The need for energy conservation continued to drive innovation. “It was another energy shortage — the 1973 oil crisis — that caused lighting engineers to develop a fluorescent bulb that could be used in residential applications,” the Department of Energy says.

In the 1970s, Edward Hammer at General Electric created the first compact fluorescent light (CFL) by bending the fluorescent tube into a spiral shape. While they were more energy efficient, until fairly recently, the price of CFLs was a deterrent to their use. Now, according to the Department of Energy, “Nearly 30 years after CFLs were first introduced on the market, an ENERGY STAR® CFL costs as little as $1.74 per bulb when purchased in a four-pack.”

For more information on fluorescent lighting and other options in designer home lighting, feel free to contact your friends at Sculpta Contemporary Lighting.

There are two wonderful ways to brighten up a room that might feel a bit blah, whether it’s a living room, kitchen, dining room, bedroom or bath – lighting and color. Interior lighting and color can both make a statement, add focus and infuse a space with personality.

One of the most interesting colors to emerge as a popular choice in interior design has been Millennial Pink. “Millennial Pink can seem like a daunting color to incorporate in to your home but using just the right amount or pairing it with some smart color options can really let it do its thing and make a room shine,” says HouseTipster.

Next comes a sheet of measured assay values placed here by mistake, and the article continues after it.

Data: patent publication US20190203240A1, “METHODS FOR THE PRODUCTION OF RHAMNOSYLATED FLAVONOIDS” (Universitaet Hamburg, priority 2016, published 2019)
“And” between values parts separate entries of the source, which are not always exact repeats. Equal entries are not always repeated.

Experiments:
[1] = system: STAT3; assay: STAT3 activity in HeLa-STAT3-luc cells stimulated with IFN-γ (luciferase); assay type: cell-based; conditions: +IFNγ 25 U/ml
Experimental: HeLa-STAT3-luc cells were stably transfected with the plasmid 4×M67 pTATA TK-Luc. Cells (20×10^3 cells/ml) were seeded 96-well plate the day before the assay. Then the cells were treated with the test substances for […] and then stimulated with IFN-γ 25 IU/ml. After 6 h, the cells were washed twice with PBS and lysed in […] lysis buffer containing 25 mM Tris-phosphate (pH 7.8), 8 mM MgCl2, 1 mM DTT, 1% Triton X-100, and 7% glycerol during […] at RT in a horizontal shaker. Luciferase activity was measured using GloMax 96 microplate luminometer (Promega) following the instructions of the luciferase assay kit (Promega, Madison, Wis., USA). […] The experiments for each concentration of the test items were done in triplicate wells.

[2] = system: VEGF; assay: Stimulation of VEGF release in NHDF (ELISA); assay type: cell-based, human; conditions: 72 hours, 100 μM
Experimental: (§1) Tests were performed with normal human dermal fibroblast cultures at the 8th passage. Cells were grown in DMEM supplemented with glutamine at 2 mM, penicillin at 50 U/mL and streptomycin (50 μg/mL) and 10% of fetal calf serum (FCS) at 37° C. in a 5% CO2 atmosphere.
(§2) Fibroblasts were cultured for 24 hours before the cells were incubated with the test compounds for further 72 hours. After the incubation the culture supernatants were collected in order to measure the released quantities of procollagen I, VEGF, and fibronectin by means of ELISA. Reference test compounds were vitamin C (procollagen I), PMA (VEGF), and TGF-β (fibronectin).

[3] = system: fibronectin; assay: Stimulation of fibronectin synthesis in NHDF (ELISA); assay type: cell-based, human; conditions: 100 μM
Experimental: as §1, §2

If you search for images of Millennial Pink, chances are you’ll see pictures of a variety of different shades of pink. “The tricky thing about Millennial Pink is that it’s also notoriously difficult to identify. While it appears some bloggers, designers, and color enthusiasts use the name Millennial Pink as a sort of catch-all for anything that roughly falls between bubblegum pink to rose quartz, Millennial Pink is its own entity, hard to classify as it may be.”

Millennial Pink Lighting

Perhaps the most intriguing thing about Millennial Pink is that it is a neutral. So, if you’re thinking it might be something Barbie would wear, think again! Millennial Pink is a sophisticated shade of pink. In searching for a definition, Shutterstock says terms like “peachy-salmon, rose gold, rose quartz, pale dogwood” can all be considered correct.

“Millennial Pink can seem like a daunting color to incorporate in to your home,” the pros at HomeTipster admit, but don’t let that stop you. The key to decorating with Millennial Pink, they say, is “using just the right amount or pairing it with some smart color options can really let it do its thing and make a room shine.”

If you want to use rose-gold contemporary light fixtures as a way to introduce Millennial Pink into your home décor, we can help.  A number of our decorative light fixtures are available with a rose gold finish that will add a subtle yet undeniably sophisticated touch. Just call us at 800-403-1790.